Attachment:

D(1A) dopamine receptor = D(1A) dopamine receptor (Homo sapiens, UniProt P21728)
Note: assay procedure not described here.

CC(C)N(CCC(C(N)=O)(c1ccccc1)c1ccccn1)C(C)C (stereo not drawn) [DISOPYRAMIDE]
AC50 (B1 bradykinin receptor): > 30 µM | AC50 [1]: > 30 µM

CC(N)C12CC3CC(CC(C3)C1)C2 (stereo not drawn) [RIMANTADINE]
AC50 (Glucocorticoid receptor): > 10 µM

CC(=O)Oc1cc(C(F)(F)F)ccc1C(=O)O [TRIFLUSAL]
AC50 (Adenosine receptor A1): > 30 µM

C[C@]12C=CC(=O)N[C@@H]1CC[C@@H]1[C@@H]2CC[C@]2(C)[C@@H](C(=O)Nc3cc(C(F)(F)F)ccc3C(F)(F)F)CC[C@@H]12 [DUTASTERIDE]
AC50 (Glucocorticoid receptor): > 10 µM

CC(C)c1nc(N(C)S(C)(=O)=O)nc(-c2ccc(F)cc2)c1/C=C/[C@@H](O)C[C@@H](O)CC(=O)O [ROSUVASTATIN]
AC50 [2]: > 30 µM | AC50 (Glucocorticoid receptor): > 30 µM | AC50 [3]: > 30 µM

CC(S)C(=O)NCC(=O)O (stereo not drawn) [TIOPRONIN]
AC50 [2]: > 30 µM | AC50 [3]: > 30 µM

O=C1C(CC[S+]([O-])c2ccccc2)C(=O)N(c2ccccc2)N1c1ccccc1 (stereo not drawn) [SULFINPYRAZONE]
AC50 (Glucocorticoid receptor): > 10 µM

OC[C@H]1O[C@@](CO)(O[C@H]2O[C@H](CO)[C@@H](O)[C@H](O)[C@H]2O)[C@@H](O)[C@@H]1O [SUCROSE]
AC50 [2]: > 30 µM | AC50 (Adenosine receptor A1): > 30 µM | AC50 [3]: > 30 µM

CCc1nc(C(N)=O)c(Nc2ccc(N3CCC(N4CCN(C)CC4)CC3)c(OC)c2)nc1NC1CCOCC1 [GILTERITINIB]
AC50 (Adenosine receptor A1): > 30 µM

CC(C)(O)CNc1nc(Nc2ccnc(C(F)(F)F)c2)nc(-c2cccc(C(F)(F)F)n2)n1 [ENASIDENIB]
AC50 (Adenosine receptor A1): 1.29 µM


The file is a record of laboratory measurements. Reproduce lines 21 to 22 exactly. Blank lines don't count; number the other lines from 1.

CC(C)(O)CNc1nc(Nc2ccnc(C(F)(F)F)c2)nc(-c2cccc(C(F)(F)F)n2)n1 [ENASIDENIB]
AC50 (Adenosine receptor A1): 1.29 µM